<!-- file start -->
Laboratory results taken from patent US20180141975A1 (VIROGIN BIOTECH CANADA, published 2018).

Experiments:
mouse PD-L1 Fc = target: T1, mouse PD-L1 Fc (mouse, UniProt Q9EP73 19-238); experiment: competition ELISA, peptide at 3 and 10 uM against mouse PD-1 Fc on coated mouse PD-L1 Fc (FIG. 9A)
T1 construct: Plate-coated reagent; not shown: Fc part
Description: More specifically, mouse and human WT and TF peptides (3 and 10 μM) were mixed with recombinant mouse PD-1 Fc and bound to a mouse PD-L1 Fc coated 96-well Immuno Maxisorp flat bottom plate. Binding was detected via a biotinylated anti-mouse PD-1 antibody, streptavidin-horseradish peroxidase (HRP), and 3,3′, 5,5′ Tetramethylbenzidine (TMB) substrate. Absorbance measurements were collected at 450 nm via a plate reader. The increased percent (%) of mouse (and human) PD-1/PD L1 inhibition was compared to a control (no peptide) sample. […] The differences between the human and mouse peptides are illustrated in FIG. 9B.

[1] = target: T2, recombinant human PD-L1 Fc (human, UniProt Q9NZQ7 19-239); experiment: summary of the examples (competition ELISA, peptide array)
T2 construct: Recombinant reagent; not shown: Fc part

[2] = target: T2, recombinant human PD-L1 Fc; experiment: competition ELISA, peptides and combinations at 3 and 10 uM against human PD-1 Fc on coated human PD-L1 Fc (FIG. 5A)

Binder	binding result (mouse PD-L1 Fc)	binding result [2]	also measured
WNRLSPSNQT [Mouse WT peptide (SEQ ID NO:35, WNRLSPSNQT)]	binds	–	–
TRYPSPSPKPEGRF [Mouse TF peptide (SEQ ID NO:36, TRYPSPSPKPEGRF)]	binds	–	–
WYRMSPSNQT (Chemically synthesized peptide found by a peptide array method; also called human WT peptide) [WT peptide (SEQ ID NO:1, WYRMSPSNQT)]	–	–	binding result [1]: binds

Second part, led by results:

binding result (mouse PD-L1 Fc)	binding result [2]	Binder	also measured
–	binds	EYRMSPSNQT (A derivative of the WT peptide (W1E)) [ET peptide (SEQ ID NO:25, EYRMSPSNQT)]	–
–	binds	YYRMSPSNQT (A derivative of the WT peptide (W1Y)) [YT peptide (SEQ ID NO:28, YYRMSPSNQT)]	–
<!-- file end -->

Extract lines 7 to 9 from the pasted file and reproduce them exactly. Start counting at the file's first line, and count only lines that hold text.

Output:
T2 construct: Recombinant reagent; not shown: Fc part

[2] = target: T2, recombinant human PD-L1 Fc; experiment: competition ELISA, peptides and combinations at 3 and 10 uM against human PD-1 Fc on coated human PD-L1 Fc (FIG. 5A)

Binder	binding result (mouse PD-L1 Fc)	binding result [2]	also measured